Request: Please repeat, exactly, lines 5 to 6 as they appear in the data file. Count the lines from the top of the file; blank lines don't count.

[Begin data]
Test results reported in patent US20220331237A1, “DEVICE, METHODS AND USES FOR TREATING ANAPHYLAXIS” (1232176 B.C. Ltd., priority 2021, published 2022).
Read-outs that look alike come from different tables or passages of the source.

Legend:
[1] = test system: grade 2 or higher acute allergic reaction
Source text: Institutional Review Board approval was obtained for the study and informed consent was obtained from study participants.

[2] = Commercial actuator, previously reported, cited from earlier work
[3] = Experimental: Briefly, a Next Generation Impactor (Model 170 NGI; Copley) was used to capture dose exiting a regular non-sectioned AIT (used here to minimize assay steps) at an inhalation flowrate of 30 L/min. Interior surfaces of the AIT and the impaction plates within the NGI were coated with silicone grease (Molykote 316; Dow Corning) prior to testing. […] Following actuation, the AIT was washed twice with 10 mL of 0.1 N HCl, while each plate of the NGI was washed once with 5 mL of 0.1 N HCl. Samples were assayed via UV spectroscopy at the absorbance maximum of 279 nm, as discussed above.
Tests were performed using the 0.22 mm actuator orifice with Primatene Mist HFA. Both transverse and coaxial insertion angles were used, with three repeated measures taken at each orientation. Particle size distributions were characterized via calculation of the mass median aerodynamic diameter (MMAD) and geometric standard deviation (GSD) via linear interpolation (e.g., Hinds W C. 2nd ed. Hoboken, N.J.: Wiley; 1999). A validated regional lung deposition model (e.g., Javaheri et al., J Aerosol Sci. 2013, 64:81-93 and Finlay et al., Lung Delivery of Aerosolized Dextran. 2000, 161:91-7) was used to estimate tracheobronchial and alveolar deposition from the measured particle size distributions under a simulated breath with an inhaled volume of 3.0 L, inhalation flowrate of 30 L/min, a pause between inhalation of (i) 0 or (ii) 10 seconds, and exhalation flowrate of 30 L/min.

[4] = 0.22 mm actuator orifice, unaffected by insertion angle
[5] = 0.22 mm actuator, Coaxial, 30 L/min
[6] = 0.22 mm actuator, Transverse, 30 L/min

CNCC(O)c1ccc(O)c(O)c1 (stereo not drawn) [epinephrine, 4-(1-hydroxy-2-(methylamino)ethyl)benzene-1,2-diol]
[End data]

Source text: Institutional Review Board approval was obtained for the study and informed consent was obtained from study participants.

[2] = Commercial actuator, previously reported, cited from earlier work